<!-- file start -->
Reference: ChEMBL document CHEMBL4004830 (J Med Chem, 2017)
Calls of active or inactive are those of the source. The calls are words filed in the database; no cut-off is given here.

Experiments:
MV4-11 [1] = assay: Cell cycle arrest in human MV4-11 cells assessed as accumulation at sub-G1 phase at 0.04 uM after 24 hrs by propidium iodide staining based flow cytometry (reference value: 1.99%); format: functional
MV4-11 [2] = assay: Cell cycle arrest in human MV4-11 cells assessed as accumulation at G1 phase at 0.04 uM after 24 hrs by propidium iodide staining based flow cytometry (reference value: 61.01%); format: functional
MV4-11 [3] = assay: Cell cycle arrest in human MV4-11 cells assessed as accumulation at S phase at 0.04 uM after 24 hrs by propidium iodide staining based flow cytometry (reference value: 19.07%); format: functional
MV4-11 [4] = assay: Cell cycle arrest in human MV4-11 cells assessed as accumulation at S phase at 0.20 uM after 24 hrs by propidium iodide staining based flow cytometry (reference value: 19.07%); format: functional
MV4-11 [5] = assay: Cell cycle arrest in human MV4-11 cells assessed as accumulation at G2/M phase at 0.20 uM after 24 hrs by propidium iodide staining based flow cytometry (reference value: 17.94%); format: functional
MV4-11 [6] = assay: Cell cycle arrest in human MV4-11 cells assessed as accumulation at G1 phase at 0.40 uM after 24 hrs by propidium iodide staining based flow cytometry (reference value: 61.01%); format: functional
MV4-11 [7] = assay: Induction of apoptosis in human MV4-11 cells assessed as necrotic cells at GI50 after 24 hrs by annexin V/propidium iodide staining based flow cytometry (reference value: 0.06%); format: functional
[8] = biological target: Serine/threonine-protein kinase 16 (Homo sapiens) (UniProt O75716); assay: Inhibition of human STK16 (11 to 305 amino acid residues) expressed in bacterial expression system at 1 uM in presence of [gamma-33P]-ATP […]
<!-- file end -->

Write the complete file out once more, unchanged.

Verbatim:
Reference: ChEMBL document CHEMBL4004830 (J Med Chem, 2017)
Calls of active or inactive are those of the source. The calls are words filed in the database; no cut-off is given here.

Experiments:
MV4-11 [1] = assay: Cell cycle arrest in human MV4-11 cells assessed as accumulation at sub-G1 phase at 0.04 uM after 24 hrs by propidium iodide staining based flow cytometry (reference value: 1.99%); format: functional
MV4-11 [2] = assay: Cell cycle arrest in human MV4-11 cells assessed as accumulation at G1 phase at 0.04 uM after 24 hrs by propidium iodide staining based flow cytometry (reference value: 61.01%); format: functional
MV4-11 [3] = assay: Cell cycle arrest in human MV4-11 cells assessed as accumulation at S phase at 0.04 uM after 24 hrs by propidium iodide staining based flow cytometry (reference value: 19.07%); format: functional
MV4-11 [4] = assay: Cell cycle arrest in human MV4-11 cells assessed as accumulation at S phase at 0.20 uM after 24 hrs by propidium iodide staining based flow cytometry (reference value: 19.07%); format: functional
MV4-11 [5] = assay: Cell cycle arrest in human MV4-11 cells assessed as accumulation at G2/M phase at 0.20 uM after 24 hrs by propidium iodide staining based flow cytometry (reference value: 17.94%); format: functional
MV4-11 [6] = assay: Cell cycle arrest in human MV4-11 cells assessed as accumulation at G1 phase at 0.40 uM after 24 hrs by propidium iodide staining based flow cytometry (reference value: 61.01%); format: functional
MV4-11 [7] = assay: Induction of apoptosis in human MV4-11 cells assessed as necrotic cells at GI50 after 24 hrs by annexin V/propidium iodide staining based flow cytometry (reference value: 0.06%); format: functional
[8] = biological target: Serine/threonine-protein kinase 16 (Homo sapiens) (UniProt O75716); assay: Inhibition of human STK16 (11 to 305 amino acid residues) expressed in bacterial expression system at 1 uM in presence of [gamma-33P]-ATP […]